The last blog post was titled “Weakest Link”.  We were to reflect on whether or not we are the person in our relationship that is causing the majority of the trouble. It’s my belief that one individual is usually more responsible for dragging a relationship down. That doesn’t mean that the problems are all one person’s fault entirely, but in most cases, there is one partner who is allowing his/her unresolved “issues” to rob the relationship of what God intended it to be.

What if you have taken an honest assessment and truth be told, you are not the weakest link? Then what? Well, you have options. The first step is to take a serious look at the relationship and assess the damage that the other person is doing. Secondly, get educated on the subject. Depending on what issues your partner is facing, there are a number of great books to help encourage you in self-care and if necessary, decision making.  Listed are a few of the resources that I continue to recommend to my clients:

1)      “The Emotionally Destructive Relationship” by Leslie Vernick
(great book for all types of relationships, not just romantic)

2)      “Enough About You, Let’s Talk about Me” by Dr. Les Carter

3)      “Too Good To Leave, Too Bad To Stay ” by Mira Kirshenbaum

4)      “Grace for Divorce” by Dr. Les Carter

Ok, so I know the last book recommendation may cause a little stir among some in the religious crowd. Am I an advocate for divorce? Not at all. Am I willing to look at divorce as an option for a spouse who is in an abusive relationship with no hope for improvement? Yes I am.  Before that option is considered, I strongly feel that every effort should and must be made to improve the marriage. Also, the stronger partner must try to chart out a high quality life even while remaining married to the weaker link.  However, if emotional and/or physical safety is an issue, a spouse has the right and duty to care for himself/herself , and any children that are involved.

Something can only be fixed when both parties are willing. However, if you find yourself in the position of not being the weakest link, don’t despair. There is hope. Not only do many people change, but God came to give you an abundant life and He knows who you are married to. God’s ability to bless you isn’t disqualified by your spouse and his/her weaknesses.

Weakest Link

I am not sure who said it, but I remember hearing a speaker share that a relationship between two people is only as healthy as the weakest person. Ouch. Nobody wants to be the weaker link in a relationship. But sometimes we are and we need to be honest about that fact.

While working with married couples, I rarely state that the conflicts are caused equally by both spouses. I believe that the idea of 50/50 responsibility for the problems within the relationship is a myth. No, my experience tells me that there is usually one partner who is dragging the relationship down more than the other partner. It’s not blame, just the reality of what I have seen.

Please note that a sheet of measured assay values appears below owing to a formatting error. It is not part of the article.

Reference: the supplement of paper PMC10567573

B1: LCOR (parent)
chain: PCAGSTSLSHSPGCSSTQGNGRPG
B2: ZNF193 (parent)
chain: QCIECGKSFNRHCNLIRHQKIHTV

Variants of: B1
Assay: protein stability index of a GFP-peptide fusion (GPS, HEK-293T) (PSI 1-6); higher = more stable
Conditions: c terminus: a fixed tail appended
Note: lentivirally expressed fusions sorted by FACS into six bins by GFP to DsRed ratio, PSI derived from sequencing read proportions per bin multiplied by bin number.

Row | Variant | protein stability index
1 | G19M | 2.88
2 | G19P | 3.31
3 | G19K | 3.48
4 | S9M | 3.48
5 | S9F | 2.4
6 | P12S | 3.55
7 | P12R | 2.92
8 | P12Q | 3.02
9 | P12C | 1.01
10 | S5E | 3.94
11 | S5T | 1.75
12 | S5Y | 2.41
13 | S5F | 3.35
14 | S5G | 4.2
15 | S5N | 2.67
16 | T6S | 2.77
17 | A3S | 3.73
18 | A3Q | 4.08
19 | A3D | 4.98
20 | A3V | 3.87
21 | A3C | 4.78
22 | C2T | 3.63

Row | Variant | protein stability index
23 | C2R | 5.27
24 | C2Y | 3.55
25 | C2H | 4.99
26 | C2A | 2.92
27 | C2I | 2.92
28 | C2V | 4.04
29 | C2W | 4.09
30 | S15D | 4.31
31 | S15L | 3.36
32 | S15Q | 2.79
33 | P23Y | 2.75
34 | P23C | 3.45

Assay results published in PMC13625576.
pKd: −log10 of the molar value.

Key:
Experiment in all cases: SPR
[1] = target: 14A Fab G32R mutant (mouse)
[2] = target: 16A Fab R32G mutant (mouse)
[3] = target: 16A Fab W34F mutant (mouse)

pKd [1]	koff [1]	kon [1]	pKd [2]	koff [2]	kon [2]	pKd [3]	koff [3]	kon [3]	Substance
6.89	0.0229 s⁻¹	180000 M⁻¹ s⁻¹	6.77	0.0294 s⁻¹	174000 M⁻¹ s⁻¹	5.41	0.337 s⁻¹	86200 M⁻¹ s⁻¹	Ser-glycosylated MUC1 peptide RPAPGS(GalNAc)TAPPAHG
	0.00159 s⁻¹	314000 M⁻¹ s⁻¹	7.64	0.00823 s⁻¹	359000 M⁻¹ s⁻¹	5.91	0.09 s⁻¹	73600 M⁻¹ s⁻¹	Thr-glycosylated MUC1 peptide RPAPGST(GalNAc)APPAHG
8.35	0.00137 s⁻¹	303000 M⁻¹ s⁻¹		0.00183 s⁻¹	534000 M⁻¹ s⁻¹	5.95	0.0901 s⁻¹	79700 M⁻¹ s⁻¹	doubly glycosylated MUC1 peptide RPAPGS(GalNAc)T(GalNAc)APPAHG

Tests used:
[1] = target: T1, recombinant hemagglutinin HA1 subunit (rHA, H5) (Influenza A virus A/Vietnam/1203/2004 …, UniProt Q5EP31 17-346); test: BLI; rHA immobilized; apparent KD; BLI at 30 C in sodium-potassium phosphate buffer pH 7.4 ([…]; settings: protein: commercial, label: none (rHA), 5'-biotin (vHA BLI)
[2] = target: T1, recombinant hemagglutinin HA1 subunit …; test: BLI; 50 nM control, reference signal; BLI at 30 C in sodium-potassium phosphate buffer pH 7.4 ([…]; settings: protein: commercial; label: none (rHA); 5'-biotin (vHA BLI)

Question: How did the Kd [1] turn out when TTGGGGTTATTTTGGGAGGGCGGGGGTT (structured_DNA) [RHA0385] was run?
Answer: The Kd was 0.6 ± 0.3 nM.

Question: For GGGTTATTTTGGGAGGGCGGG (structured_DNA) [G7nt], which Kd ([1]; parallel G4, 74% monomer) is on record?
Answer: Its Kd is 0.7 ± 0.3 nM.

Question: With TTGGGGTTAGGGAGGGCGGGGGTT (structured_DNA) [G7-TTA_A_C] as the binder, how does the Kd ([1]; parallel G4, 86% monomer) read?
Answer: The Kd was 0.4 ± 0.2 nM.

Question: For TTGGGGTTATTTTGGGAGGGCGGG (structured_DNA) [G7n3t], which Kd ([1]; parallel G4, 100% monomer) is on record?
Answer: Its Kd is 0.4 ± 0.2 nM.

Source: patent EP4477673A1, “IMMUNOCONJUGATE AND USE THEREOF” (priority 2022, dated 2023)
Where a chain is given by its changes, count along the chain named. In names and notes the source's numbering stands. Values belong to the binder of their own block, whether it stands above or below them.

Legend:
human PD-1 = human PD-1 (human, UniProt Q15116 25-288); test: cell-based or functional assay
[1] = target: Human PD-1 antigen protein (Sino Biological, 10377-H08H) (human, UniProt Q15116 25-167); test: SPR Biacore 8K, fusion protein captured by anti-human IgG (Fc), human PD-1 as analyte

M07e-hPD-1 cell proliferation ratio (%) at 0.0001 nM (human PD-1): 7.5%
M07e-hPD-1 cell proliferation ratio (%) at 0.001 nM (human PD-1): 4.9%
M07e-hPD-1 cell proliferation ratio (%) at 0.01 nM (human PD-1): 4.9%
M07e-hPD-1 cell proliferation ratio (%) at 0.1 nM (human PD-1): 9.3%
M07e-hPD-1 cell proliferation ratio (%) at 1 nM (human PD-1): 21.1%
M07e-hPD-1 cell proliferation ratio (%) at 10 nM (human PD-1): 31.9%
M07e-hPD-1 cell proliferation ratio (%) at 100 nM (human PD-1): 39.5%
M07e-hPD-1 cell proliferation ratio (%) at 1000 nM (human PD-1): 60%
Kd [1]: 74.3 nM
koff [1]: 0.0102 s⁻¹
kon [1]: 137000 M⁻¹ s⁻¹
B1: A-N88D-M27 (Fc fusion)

Within our relationships, if we are ones who are struggling with chronic depression, then we may be bringing a grey cloud over the relationship and our lives together. If we are prone to angry outbursts, we are welcoming unnecessary strife and wounds into our relationship. If selfishness has taken residence within us and we operate out of a hardened heart, we are definitely not able to be a loving participant within any relationship in our lives.

It’s always a good idea to take an inventory of the baggage we may be bringing with us. Being aware really is the first step to change.

Family Changers

The Lord gave me an interesting picture in my spirit recently. I was talking with a client about how hard it is to be a “family changer.” In my private practice, I specialize in family therapy and because of that, I see adults who want to heal from negative experiences from their childhood and teenage years. No longer do they want to continue in the toxic direction that was role modeled to them by the previous generations. Family changers want to experience inner healing for themselves, but they also want to learn to relate to those around them in a healthier way.

The picture the Lord gave me was that of a water channel. When water travels in the same direction, the reinforcements on the sides do not have to be strong. They are just there to keep the stream moving in the same direction. However, if midstream the water needs to be diverted in a different direction, then the side of the channel where the water is pushing against must be reinforced and stronger. There is a lot of pressure pushing up against that one section.

Toxic families can be like the downstream water. Pressure to keep the status quo, pressure to keep the family secrets, pressure to not discuss problems. The family member who decides to deal with generational curses and bondage will need to be reinforced in order to send his or her family in a different direction. Just like with real water, once a family is re-directed, the pressure is lessened and things flow easier in the new direction.

If you find yourself in the role of a family changer, be proud of yourself. It’s not easy to change the path that a family has been going for many generations, but it is well worth the effort. Don’t forget to find support within your community of friends and healthy family members who can encourage the new direction you are headed in.